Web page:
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Passive Aggressive On Personal Brand

Passive Aggressive On Personal Brand

Photo by  Ty Williams  on  Unsplash

Photo by Ty Williams on Unsplash

At work today, I was told that an unknown colleague mentioned negative feedback about my personal brand. For those of you unfamiliar, personal brand in a corporate setting equates to your perception within the organization. It’s the tea shared (that is what the kids call it) when you are not in the room. Someone mentions your name in passing, and the facial expression and commentary that ensue, is your personal brand. At least from that person’s point of view. Personal brand sounds fluffy and unimportant, but it can impact your livelihood. Negative comments, regardless of validity or source, travels. And the destination could be to the hiring manager you want to work for.

When I was first told, my initial reaction was anger. I’m admittedly quick tempered and tend to lash out when disrespected. This time, I did not. I calmly processed the feedback and decided how to handle it. I decided to do nothing. This is also out of character. By nature of being an introvert, I’m constantly in my head. I over analyze situations and develop multiple scenarios to determine how to handle situations. Afterwards, I’ll seek out validity from those I trust. So, why the out of character response?

3 Reasons.

1.     My disdain for passive aggressive behavior. The person that shared the feedback is not invested enough or strong enough to share their feedback with me directly. They are not invested enough in my development to have a tough conversation with me. Or they are not comfortable sharing negative feedback to my face. Either way, their credibility is quite low. Folks in my professional circle have no issue confronting me, when warranted. One friend witnessed my frustration boil over in a meeting and confronted me about it the next day. She is invested in my success and had the strength to have a slightly uncomfortable conversation. If you are unable or unwilling to confront me, I will focus my energies on people that will.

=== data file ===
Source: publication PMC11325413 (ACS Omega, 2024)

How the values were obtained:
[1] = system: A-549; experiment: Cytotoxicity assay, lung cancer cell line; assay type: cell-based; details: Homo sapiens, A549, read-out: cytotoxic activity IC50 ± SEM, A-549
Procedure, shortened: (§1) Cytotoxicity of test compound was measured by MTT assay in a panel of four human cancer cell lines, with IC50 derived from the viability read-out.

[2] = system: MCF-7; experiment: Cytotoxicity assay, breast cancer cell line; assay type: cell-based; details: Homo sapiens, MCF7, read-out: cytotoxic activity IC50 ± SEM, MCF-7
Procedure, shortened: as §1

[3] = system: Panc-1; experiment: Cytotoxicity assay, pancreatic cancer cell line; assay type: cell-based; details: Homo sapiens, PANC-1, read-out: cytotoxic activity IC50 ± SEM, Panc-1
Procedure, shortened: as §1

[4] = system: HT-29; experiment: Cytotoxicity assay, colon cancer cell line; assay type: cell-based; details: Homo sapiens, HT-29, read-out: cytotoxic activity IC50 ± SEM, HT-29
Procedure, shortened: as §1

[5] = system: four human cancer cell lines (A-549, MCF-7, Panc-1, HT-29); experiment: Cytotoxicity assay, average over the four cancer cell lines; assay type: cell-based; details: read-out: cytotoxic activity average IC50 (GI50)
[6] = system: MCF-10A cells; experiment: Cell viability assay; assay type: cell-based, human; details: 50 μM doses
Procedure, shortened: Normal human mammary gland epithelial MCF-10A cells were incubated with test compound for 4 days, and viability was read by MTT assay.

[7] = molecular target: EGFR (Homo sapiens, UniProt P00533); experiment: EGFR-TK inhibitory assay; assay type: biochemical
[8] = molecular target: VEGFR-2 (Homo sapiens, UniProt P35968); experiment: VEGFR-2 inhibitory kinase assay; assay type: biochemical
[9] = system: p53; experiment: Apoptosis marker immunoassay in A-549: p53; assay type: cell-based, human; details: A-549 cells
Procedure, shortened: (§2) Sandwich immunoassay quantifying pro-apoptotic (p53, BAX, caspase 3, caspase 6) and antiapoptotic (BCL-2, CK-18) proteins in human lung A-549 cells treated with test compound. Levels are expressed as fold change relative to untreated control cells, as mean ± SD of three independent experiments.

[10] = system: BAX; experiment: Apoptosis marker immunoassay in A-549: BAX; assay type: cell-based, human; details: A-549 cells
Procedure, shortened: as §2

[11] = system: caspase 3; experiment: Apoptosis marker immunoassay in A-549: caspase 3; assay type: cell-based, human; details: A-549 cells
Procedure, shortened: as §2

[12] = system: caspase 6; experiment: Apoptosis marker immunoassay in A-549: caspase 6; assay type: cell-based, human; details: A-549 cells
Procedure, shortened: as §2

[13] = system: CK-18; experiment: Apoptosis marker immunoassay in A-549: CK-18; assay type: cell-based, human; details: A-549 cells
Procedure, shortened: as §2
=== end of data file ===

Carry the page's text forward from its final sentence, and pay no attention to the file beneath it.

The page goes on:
2.     I’m looking forward, not back. My current work situation is new, challenging and exciting. I’m in a new division with high expectations and new people to impress. I do not have advocates, yet. For years, I’ve had advocates throughout the firm, but time moves on and people leave. Its time to find my next wave of advocates. Advocates that will combat negative perceptions and highlight my strengths. To do that however, I need to earn it. For the first time in several years, I have a real challenge. I’m in a perpetual interview. That may or may not be true, but that is my approach to it. Honestly, the challenge has reinvigorated me and my career aspirations. I’m working hard, learning quite a bit and finding my path in new terrain.

 3.     Life moves at a frenetic pace, and I’m lucky to enjoy the journey. At 40 years of age, I’m finally at peace. Peace with my life, my choices and my future. I’m always hungry for more, but I have a sense of gratitude that comes with age and life bringing me to my knees a few times. My career will be fine. There will be bumps in the road, negative feedback and bad days. But, I know my value; what I bring to the table and deliver to organizations. Can I improve? Sure. And I’m actively working on it. Learning new skills, forming new relationships and showing my new boss that I belong. The difference is, I’m doing it for me, not to change the mind of a faceless opinion.



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